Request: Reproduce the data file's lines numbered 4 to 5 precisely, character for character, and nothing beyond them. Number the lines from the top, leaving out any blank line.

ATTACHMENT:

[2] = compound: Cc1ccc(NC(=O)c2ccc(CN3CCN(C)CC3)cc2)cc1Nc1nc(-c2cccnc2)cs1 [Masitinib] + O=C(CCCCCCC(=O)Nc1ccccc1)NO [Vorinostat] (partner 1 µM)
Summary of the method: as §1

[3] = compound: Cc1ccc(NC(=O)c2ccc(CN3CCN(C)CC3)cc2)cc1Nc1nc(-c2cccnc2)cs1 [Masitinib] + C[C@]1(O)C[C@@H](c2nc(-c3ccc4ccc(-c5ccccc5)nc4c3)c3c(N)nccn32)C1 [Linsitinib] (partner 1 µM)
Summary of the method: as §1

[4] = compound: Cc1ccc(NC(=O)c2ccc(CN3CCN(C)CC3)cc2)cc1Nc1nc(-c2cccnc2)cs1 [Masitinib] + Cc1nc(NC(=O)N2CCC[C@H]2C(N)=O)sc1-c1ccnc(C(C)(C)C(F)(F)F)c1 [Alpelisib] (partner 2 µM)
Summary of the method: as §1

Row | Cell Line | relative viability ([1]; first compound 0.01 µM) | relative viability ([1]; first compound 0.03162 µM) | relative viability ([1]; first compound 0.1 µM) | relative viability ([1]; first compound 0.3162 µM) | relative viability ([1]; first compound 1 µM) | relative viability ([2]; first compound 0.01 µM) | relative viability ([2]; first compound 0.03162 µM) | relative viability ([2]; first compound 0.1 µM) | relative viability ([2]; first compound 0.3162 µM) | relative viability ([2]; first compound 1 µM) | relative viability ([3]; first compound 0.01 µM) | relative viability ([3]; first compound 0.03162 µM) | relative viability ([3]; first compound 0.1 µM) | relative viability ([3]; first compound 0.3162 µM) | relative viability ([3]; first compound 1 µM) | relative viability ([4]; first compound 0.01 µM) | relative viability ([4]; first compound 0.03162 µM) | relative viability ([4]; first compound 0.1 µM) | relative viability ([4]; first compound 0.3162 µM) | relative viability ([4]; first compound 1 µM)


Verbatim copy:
Summary of the method: as §1

[4] = compound: Cc1ccc(NC(=O)c2ccc(CN3CCN(C)CC3)cc2)cc1Nc1nc(-c2cccnc2)cs1 [Masitinib] + Cc1nc(NC(=O)N2CCC[C@H]2C(N)=O)sc1-c1ccnc(C(C)(C)C(F)(F)F)c1 [Alpelisib] (partner 2 µM)